Japan is one country in Asia that enjoys a bicycle lifestyle. Numerous children and adults bike their way to school and their offices and then back home every day. In addition, bike tours (guided and self-guided) are offered by many agencies to visitors wanting to have a nature trip outside the city on two wheels.
Bicycling is a way of life in Japan. All streets have bicycle lanes that provide a safe area for people to pedal their way to their destinations.
Not many bicycle enthusiasts who travel the world are aware of Japan as a great biking destination. With its diverse geography, the country is in fact one of the best places to travel by bike. Long stretches of bicycle routes are in place some of which provide marvelous scenery and terrains. The best part is that the roads are well paved, in good condition and free from traffic that cyclists can be sure to have a wonderful experience pedaling even in remote areas.
When biking in the city, though, it’s not necessary to wear a helmet. Just be aware that the roads are narrow, traffic can be heavy and bicycles are now allowed on trains unless they have been partially dismantled and placed in a carry on bike bag called rinko bukuro. When on the road, ride on the left hand side.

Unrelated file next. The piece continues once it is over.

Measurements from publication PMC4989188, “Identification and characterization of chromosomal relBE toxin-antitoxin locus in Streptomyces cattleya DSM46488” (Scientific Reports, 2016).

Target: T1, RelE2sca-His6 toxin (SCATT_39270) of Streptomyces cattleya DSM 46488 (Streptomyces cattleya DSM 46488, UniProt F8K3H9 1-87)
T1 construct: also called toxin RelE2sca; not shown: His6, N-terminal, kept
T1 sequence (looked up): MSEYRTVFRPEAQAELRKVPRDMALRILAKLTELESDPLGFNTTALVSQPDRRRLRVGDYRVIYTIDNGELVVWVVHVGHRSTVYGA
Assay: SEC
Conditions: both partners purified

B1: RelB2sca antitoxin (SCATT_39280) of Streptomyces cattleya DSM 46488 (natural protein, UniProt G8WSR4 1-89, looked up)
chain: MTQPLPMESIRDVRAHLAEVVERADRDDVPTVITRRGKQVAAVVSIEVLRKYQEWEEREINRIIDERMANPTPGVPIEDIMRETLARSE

Rental bikes are available in various locations throughout the country. Normally, they can be found at train stations, tourist information centers, hotels and bicycle rental shops.
History of Cycling in Asia
The 1860s saw the bicycle boom worldwide with the invention of the pedal propulsion. By 1869, Rev. E. Jonathan Scobie invented the first rickshaw as a way to carry his disabled wife around Yokohama.
In the 1870s, Japan began manufacturing bicycles featuring a boneshaker that fits the Japanese body size.
By the year 1892, Eisuke Miyata created the first Japanese diamond frame safety bicycle at the Miyata gun factory. The bike’s frame was made of solid steel, the same material used in making rifle barrels.
Japan was well known for its Ordinary style or the Dharma bicycle in the olden days. The name Dharma, which the Japanese
believed to be a sign of good luck, came from an Indian monk who founded the Zen sect in China.
A bicycle club also existed in 1886, although it’s not confirmed whether it’s the first club of its kind in the country. Four men named Tanakadate, Sawai, Hirota and Wada were credited for organizing the group.
Image via sturesearcher